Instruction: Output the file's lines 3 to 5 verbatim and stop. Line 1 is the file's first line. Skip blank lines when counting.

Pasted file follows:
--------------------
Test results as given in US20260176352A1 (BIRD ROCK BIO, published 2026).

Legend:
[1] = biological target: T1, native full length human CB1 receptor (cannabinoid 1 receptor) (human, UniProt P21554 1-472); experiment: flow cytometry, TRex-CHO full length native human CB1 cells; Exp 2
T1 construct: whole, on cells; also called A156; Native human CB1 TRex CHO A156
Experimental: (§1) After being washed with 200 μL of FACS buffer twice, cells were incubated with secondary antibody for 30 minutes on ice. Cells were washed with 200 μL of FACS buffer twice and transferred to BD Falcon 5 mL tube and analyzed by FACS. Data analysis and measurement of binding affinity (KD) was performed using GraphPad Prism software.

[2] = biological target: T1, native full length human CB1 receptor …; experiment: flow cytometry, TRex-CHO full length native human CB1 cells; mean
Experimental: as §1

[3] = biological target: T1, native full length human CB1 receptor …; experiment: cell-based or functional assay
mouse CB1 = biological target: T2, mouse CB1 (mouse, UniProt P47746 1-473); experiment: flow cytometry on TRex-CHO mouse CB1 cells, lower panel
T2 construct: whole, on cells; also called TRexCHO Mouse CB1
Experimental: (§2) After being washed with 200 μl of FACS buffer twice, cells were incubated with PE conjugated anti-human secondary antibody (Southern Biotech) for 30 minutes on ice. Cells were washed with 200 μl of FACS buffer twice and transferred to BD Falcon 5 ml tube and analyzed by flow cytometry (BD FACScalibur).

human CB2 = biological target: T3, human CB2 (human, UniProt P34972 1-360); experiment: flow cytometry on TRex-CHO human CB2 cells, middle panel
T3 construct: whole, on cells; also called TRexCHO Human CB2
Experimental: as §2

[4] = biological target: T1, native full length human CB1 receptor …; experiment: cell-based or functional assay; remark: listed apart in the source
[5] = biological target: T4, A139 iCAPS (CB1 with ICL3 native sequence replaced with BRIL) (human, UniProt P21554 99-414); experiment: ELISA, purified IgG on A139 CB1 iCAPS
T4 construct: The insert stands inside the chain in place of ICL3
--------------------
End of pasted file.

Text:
[1] = biological target: T1, native full length human CB1 receptor (cannabinoid 1 receptor) (human, UniProt P21554 1-472); experiment: flow cytometry, TRex-CHO full length native human CB1 cells; Exp 2
T1 construct: whole, on cells; also called A156; Native human CB1 TRex CHO A156
Experimental: (§1) After being washed with 200 μL of FACS buffer twice, cells were incubated with secondary antibody for 30 minutes on ice. Cells were washed with 200 μL of FACS buffer twice and transferred to BD Falcon 5 mL tube and analyzed by FACS. Data analysis and measurement of binding affinity (KD) was performed using GraphPad Prism software.